So from the minute I decided that it would be a good idea to hire a professional photographer and have a series of portraits taken for this blog, my stomach instantly started doing somersaults. One night, I bit the bullet, and sent off an enquiry email at about 1am. I barely slept and spent the next day exhausted, running on adrenaline as I got through my Buddy Coaching calls.

In the following days, I started to feel a little better about my decision and tried to step into a space of genuine excitement, by thinking about how this meant I absolutely HAD to get a hair cut, and that I could totally pick out some new outfits for the occasion! I shared the news of the impending photo shoot with a few friends, and my business coach with an air of nonchalance, as if this was the sort of thing I do every day. Really, I was telling them for an added level of accountability, so I couldn't back out!

As the day crept closer, that little voice inside my head started getting louder, and more specific, until it was practically SCREAMING my deepest insecurities at me.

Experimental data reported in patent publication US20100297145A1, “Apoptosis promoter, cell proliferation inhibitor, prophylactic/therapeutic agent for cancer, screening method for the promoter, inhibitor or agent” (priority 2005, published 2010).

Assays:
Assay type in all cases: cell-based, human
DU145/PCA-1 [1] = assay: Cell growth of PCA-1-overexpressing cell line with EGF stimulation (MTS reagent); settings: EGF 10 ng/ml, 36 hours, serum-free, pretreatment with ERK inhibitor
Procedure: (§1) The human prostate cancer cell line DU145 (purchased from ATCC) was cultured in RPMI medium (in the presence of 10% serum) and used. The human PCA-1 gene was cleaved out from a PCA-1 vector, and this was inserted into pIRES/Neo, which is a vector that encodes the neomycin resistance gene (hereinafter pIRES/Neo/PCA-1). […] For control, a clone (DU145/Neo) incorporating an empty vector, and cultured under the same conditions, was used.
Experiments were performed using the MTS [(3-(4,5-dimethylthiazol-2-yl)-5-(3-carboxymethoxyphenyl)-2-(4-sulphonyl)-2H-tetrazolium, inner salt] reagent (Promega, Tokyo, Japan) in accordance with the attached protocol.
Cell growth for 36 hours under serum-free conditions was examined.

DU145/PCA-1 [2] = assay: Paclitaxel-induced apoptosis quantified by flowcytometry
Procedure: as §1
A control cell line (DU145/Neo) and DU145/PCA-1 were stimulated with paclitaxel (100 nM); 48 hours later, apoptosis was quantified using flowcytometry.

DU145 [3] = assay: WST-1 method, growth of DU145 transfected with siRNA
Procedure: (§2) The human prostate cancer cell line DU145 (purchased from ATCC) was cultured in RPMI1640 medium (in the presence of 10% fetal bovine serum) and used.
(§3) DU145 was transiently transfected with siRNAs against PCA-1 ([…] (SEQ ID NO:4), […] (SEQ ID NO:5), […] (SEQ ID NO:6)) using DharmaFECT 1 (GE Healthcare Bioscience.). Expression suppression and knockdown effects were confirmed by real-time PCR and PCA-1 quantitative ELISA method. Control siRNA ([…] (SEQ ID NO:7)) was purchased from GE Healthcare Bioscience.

"Just who do YOU think you are, hiring a professional photographer?"

"Really Kym? YOU'RE doing a photo shoot? In PUBLIC?!?! HAHAHAHA! This is a joke, right? What is the photographer going to think? As if he'll even want to shoot you!"

I did my very best to ignore that ridiculous voice, and replied to every email as we planned and nutted out the details of what I wanted. I told myself I was being ridiculous, I'd met Ben before at a friends wedding, he'd taken a photo of Jordan and me that happens to be my favourite one of us together. I knew he understood my style, and that he'd be able to take photos that would help me stand out from other Life Coaches.

When Ben first arrived, I felt slightly ridiculous posing in my lounge room, but we quickly figured each other out, I calmed heck down - Lucy the Hell Kitty and The Sassy Ms. Honey B even came out to play for the camera!

Kym Seletto Portrait 9-11-2014 011 - Hi ResThings were going swimmingly, and then we decided to take my new bike out to the park where I go to sit and read on sunny days.